Trauma can cause the bone to fracture and for CSF to leak out immediately after the injury. Normally the part of the skull where an opening forms is either structurally weak or abnormally developed from birth. At other times it have weakened during the course of life as a result of certain surgeries. However, it is possible for a severe head and face trauma to cause a fracture in an otherwise structurally intact bone. The sinus cavity may lie just beneath or in front of the bone and the CSF drains into it.

There are some instances of non-traumatic CSF rhinorrhea where the leak appears to start spontaneously with no preceding injury. There may also be no history of previous surgery that could have weakened the bone. It is believed that these cases may arise with diseases that cause the skull bone to wear down only in a specific area where the opening eventually forms. Sometimes abnormalities in the skull during fetal life and failure of some parts to close after birth may be sites which later serve as the opening for a CSF leak into the nasal cavity.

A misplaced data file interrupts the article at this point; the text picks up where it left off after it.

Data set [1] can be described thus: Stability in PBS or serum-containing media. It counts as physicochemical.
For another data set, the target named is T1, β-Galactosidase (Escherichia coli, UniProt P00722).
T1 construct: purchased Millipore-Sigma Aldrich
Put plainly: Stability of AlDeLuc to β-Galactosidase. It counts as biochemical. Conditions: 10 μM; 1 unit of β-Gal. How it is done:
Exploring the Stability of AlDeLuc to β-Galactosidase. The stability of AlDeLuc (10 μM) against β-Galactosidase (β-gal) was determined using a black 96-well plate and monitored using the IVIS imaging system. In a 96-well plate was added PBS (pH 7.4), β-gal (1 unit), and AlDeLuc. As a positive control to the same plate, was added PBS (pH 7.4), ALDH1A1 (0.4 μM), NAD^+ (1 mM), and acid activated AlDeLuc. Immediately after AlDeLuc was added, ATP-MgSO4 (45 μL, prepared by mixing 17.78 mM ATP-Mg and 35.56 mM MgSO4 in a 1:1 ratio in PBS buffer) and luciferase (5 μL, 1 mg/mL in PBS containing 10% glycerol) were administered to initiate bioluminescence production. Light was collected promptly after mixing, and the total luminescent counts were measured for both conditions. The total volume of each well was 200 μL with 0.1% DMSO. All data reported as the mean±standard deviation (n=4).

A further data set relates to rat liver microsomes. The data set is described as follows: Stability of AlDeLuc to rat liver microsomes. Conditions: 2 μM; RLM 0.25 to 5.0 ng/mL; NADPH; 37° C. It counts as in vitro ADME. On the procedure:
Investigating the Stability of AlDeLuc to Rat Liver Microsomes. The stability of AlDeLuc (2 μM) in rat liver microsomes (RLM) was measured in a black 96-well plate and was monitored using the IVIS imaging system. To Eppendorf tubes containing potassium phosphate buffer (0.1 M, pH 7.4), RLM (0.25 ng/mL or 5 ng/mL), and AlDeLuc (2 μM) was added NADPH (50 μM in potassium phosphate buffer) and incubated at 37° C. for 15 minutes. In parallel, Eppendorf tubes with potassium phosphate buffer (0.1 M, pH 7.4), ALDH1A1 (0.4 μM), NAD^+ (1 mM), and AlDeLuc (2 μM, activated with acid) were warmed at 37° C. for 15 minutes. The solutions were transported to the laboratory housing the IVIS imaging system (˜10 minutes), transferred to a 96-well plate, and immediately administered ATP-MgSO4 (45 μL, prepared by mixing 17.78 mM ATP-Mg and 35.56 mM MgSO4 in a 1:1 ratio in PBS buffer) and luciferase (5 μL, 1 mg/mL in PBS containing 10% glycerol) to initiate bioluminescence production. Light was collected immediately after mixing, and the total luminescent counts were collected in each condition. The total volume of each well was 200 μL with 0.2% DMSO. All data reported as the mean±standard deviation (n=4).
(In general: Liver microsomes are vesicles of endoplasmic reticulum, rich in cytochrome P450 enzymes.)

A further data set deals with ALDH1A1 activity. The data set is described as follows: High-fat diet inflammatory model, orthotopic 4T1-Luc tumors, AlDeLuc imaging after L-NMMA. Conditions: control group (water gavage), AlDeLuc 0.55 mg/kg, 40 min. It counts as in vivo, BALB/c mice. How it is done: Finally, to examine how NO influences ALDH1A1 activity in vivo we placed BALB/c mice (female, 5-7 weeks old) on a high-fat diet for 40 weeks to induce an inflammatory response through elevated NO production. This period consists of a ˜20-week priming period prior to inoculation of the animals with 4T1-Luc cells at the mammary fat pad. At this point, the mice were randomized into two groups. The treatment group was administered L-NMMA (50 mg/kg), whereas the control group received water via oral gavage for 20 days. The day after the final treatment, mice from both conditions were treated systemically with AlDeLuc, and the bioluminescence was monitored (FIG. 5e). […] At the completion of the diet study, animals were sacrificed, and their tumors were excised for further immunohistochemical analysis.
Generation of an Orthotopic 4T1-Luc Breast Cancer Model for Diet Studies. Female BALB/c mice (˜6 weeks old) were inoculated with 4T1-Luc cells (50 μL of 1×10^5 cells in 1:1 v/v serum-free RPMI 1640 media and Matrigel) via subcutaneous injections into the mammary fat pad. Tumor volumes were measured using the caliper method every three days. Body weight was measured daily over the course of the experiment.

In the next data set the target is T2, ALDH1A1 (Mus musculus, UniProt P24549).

CSF Rhinorrhea Location

Most of the leaks occur in the anterior cranial fossa, the part of the cranium of the skull towards the front. Rarely does it occur in the middle or posterior (back) cranial fossa. The paranasal sinuses lying in the skull have fairly thin walls separating it from the cranial cavity where the brain is housed. A significant proportion of leaks occur in the region of the cribiform plate of the skull and into the ethmoid sinus. Other leaks arise from openings into the frontal and sphenoid sinuses. All these different paranasal sinuses empty into the nasal cavity. From here fluid drains out mainly through the nose.